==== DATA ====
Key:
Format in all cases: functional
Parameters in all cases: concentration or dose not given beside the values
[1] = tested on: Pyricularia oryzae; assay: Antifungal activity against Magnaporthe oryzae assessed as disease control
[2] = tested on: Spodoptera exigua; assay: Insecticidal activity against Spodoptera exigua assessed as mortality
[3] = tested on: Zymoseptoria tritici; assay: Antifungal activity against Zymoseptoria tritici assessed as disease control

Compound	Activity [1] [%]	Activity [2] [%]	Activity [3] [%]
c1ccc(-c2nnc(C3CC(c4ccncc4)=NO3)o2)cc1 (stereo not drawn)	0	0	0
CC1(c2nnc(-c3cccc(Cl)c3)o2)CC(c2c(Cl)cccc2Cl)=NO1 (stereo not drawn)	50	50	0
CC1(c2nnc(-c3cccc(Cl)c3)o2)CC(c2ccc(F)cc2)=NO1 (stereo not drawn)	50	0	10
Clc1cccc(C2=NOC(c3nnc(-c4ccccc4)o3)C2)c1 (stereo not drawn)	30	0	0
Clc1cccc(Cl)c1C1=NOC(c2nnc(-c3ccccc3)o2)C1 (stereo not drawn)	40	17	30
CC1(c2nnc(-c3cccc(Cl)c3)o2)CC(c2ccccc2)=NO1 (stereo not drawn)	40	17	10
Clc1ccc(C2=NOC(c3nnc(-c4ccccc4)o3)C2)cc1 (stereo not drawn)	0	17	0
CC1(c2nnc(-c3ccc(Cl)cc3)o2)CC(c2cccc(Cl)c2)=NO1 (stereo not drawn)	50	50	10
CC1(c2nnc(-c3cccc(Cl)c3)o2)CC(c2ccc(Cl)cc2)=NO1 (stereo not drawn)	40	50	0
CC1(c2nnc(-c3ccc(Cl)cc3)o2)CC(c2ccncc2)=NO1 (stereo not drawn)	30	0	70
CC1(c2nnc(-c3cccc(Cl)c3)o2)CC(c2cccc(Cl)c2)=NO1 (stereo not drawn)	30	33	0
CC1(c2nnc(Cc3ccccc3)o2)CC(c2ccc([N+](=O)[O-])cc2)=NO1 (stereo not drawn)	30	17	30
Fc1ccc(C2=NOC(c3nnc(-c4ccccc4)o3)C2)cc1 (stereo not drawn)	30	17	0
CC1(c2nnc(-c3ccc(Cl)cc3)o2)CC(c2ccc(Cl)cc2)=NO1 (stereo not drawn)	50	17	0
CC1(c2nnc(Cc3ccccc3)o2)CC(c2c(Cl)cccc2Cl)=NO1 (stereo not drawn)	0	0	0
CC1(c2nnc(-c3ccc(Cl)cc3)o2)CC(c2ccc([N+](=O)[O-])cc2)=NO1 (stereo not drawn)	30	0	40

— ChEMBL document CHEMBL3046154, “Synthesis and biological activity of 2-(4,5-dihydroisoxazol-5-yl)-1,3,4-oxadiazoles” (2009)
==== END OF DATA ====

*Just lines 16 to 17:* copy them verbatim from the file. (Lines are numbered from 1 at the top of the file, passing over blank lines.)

CC1(c2nnc(-c3cccc(Cl)c3)o2)CC(c2ccc(Cl)cc2)=NO1 (stereo not drawn)	40	50	0
CC1(c2nnc(-c3ccc(Cl)cc3)o2)CC(c2ccncc2)=NO1 (stereo not drawn)	30	0	70